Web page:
"Plagiarism is representing, intentionally or unintentionally, the words or ideas of another as one's own work without correctly acknowledging the source, in any educational setting. It is the responsibility of the student to learn and use the correct methods of avoiding plagiarism in each class." (Adapted from UMass Lowell's definition of plagiarism as part of its policies on academic integrity).  



Copying someone else’s work, attempting to discretely check notes or internet, texting or utilizing codes or signals to inform a classmate of an answer are common forms of academic dishonesty.  Allowing others to cheat and sometimes assisting others is also academic dishonesty.  OpenCourseWare documents free on the internet are free for learning – not for cutting and pasting.



Submitting a piece of one’s own work for more than one course.  Receiving course credit for the same work twice is self-plagiarism.  Even though a student may “own” the original ideas or may have cited appropriately the first time, the second time it would be a misrepresentation of the time and effort completed.


Impersonating Another

Impersonating another in-person or online to take a test or exam or to obtain attendance credit is considered cheating. Having someone else write a paper or complete an assignment is also cheating.


Buying or Otherwise Obtaining Papers or Assignments

Whether the work was paid for or free, if someone else wrote it, it is academic dishonesty.  Using essay mills/banks, ghostwriting sites, and bored friends looking for cash is called contract cheating.


Falsifying, Misrepresenting or Forging an Academic Record or Supporting Document

Any document that intentionally misrepresents the content, either by including or excluding information, forging signatures, or providing false material is considered academic misconduct – even when on documents not intended for a class.  This category also includes fabricating data or sources that do not exist.  Misrepresenting personal circumstances in an attempt to get an extension or change a grade is also a form of academic dishonesty.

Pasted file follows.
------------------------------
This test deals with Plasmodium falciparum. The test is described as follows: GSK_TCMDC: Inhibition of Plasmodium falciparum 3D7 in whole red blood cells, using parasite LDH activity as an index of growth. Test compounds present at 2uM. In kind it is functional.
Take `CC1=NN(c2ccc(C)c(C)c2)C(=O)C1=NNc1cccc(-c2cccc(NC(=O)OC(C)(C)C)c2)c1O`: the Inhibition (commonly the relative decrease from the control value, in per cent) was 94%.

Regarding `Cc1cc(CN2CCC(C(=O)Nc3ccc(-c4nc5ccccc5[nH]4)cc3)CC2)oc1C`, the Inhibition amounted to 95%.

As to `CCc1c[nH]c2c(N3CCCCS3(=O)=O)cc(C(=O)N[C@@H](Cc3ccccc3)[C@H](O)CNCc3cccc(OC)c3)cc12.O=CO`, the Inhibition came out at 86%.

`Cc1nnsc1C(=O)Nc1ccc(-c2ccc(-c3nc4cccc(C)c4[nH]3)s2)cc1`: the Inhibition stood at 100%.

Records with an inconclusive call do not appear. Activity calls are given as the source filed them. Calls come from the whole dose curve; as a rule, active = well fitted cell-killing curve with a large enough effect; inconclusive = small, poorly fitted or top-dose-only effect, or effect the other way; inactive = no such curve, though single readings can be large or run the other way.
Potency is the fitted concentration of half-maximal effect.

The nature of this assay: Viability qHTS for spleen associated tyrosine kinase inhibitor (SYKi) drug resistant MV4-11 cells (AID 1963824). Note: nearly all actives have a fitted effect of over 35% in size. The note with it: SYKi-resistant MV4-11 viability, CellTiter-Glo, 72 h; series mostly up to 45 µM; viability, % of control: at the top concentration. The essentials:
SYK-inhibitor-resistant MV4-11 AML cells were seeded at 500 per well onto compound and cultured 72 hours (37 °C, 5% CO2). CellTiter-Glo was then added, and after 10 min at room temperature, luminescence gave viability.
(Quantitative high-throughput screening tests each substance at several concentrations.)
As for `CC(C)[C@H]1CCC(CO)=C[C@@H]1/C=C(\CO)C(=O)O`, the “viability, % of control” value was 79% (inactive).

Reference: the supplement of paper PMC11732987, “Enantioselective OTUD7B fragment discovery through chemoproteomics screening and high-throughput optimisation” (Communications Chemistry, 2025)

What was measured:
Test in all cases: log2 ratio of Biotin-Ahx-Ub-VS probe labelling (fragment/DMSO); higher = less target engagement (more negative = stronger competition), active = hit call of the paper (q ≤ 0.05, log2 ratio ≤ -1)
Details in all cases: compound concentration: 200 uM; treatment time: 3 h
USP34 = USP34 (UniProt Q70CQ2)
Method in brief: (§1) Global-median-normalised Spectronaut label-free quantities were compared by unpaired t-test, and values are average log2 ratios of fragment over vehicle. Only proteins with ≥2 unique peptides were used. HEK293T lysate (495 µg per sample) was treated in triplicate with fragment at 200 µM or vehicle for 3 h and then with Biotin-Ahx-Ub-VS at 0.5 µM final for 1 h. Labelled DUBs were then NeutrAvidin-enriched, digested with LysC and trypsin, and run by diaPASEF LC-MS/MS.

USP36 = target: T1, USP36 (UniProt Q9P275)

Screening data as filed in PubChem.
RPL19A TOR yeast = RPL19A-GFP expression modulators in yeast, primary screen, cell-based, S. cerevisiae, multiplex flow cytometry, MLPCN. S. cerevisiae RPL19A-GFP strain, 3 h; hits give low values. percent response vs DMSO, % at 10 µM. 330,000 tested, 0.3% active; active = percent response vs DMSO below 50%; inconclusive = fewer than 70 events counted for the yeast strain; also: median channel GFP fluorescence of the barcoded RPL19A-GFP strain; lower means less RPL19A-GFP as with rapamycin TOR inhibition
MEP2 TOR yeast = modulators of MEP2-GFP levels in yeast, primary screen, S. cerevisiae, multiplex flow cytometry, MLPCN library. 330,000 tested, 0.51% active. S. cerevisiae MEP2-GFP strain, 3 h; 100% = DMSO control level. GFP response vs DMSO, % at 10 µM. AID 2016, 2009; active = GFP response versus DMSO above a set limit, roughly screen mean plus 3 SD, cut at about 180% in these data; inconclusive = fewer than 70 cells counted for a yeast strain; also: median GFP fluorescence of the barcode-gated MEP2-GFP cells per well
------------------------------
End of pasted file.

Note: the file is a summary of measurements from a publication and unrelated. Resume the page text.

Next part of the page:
Unauthorized Collaboration

Working with others when a professor expects independent work is unauthorized collaboration.  Group work may also have specific parameters over how much sharing or collaborating is allowed.  It is the student’s responsibility to determine the extent of the expectations.


Use of Unauthorized Aids During a Test or Exam

Unauthorized aids include anything that has not been purposefully included or allowed by the professor.  In person or online, proctored or un-proctored, students are responsible for complying with the expectations around permitted resources.


 Improper Access/Obstruction of Materials/Systems

Obtaining or distributing materials or assessments of which a student does not have authorization is an egregious dishonesty offense.  Stealing, selling, sharing, disrupting, or otherwise impeding with the academic process is prohibited.


Distribution of Faculty Intellectual Property

Posting exams, assignments, questions, answers, syllabi, study-guides, etc. on a third party platform or through independent distribution without the instructor’s consent is academic dishonesty.


Homework Apps and Websites

Marketed as places to get help, these apps and websites may allow one to find a quick answer useful if studying and checking ones work. Students tempted to use these sources to complete assignments or exams may face charges of academic dishonesty.

Photomath scans the problem and spits out the answers

HWPic, sends a picture of the problem to an actual tutor, who offers a step-by-step solution to the problem

Cymayth and Wolfram Alpha solve math problems on the fly

Quizlet – flashcards created and easily accessed during exam

Socratic – able to access notes and other “info banks” easily during exam (and photo-based search tool)

Brainly – share class notes; quick answers to questions

Course Hero is a popular academic website that allows students to find homework help, course notes, and study guides. (sometimes known as LLC and formerly known as Answers Corporation) is a website and content-sharing service where users can ask and answer questions on various topics.

Chegg is a site that is devoted to helping students with answers and solutions to questions. As a result, cheating students use the site to pass their online exams and assignments at their schools.

Groupme collaborative efforts on assignments; even access to the answers is evidence of cheating


Using Artificial Intelligence to Prepare or Complete assignments

Easy access to new technology is not an open invitation to use it.  Unless it is.  If it is not specifically instructed, assume it is not permitted.  Free and accessible AI creates tremendous opportunity for the future, but it is not an effective way to get out of doing an assignment using just one’s own brain.


Intervening/disrupting another person’s work

Destroying or halting another’s ability to complete or turn in an assignment is considered sabotage. These circumstances may be adjudicated as an academic dishonesty violation.




Last Modified: 8/4/23